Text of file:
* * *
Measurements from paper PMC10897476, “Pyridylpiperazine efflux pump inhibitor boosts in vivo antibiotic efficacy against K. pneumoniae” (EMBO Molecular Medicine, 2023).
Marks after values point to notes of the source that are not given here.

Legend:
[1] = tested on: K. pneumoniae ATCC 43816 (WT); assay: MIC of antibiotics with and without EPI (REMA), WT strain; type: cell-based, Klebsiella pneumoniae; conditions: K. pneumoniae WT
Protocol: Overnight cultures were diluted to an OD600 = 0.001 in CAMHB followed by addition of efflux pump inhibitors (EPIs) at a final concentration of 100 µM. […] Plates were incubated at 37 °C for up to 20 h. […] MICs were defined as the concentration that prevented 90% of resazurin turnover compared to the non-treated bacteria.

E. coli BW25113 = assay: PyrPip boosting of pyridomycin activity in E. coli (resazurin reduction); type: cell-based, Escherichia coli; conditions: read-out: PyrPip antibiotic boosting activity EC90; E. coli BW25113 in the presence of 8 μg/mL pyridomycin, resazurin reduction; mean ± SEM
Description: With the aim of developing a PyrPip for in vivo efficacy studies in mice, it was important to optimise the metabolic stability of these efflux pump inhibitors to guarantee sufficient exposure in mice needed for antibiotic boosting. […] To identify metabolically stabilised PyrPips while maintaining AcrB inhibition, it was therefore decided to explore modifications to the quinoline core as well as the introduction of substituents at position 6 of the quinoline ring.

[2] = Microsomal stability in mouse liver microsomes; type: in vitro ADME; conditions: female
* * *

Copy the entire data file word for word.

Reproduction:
Measurements from paper PMC10897476, “Pyridylpiperazine efflux pump inhibitor boosts in vivo antibiotic efficacy against K. pneumoniae” (EMBO Molecular Medicine, 2023).
Marks after values point to notes of the source that are not given here.

Legend:
[1] = tested on: K. pneumoniae ATCC 43816 (WT); assay: MIC of antibiotics with and without EPI (REMA), WT strain; type: cell-based, Klebsiella pneumoniae; conditions: K. pneumoniae WT
Protocol: Overnight cultures were diluted to an OD600 = 0.001 in CAMHB followed by addition of efflux pump inhibitors (EPIs) at a final concentration of 100 µM. […] Plates were incubated at 37 °C for up to 20 h. […] MICs were defined as the concentration that prevented 90% of resazurin turnover compared to the non-treated bacteria.

E. coli BW25113 = assay: PyrPip boosting of pyridomycin activity in E. coli (resazurin reduction); type: cell-based, Escherichia coli; conditions: read-out: PyrPip antibiotic boosting activity EC90; E. coli BW25113 in the presence of 8 μg/mL pyridomycin, resazurin reduction; mean ± SEM
Description: With the aim of developing a PyrPip for in vivo efficacy studies in mice, it was important to optimise the metabolic stability of these efflux pump inhibitors to guarantee sufficient exposure in mice needed for antibiotic boosting. […] To identify metabolically stabilised PyrPips while maintaining AcrB inhibition, it was therefore decided to explore modifications to the quinoline core as well as the introduction of substituents at position 6 of the quinoline ring.

[2] = Microsomal stability in mouse liver microsomes; type: in vitro ADME; conditions: female